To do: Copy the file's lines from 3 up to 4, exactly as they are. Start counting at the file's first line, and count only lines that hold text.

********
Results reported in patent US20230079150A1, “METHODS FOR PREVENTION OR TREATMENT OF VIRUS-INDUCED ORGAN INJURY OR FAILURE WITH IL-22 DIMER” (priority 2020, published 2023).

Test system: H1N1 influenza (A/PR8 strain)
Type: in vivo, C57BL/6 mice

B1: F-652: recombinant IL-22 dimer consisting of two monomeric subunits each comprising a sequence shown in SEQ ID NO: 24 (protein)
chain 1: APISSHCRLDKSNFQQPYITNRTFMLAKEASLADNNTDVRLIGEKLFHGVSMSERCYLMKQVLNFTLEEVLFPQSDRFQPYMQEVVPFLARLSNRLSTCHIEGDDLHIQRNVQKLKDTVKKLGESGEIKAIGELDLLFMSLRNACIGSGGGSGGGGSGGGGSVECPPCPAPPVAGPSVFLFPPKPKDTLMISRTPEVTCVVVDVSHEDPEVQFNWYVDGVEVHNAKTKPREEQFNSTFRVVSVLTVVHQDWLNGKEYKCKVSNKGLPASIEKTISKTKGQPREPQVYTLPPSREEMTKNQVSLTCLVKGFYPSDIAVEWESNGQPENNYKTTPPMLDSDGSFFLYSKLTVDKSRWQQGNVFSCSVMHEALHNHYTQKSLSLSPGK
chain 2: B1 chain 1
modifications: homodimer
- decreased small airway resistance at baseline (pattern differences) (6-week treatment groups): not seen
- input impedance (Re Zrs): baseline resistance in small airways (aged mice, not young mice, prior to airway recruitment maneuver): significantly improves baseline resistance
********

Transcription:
Type: in vivo, C57BL/6 mice

B1: F-652: recombinant IL-22 dimer consisting of two monomeric subunits each comprising a sequence shown in SEQ ID NO: 24 (protein)